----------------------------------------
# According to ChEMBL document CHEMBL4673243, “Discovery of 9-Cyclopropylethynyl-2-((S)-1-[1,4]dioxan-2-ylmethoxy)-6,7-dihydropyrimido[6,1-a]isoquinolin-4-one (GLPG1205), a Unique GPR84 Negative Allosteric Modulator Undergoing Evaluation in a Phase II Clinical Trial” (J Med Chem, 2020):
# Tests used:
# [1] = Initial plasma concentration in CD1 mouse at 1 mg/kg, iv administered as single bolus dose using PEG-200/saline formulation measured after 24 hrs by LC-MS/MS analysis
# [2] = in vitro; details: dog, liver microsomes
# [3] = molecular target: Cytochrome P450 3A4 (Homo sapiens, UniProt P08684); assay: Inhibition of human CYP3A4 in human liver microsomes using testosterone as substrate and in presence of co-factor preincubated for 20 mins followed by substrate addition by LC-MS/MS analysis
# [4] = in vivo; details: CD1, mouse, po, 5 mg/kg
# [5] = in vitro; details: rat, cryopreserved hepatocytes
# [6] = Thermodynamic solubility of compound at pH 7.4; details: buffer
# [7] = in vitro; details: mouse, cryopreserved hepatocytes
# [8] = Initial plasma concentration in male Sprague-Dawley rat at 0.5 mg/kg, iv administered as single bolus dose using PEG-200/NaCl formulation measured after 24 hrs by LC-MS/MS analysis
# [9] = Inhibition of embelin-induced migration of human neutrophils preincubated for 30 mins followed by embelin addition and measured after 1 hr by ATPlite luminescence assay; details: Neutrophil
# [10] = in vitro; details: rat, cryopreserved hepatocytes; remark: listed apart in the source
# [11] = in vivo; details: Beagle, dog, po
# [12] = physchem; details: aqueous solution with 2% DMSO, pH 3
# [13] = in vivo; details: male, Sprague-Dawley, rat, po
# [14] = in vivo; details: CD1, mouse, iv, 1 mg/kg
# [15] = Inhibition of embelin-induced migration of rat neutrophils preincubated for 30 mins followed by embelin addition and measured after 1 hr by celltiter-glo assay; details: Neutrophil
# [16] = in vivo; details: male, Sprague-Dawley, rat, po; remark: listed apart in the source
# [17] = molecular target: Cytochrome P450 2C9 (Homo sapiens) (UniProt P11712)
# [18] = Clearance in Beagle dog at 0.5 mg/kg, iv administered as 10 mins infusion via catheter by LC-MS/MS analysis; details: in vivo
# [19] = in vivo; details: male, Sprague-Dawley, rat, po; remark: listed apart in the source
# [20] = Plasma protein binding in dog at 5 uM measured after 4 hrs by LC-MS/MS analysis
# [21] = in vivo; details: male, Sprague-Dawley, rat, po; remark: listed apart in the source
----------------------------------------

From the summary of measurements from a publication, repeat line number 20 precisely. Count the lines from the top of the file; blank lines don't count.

# [18] = Clearance in Beagle dog at 0.5 mg/kg, iv administered as 10 mins infusion via catheter by LC-MS/MS analysis; details: in vivo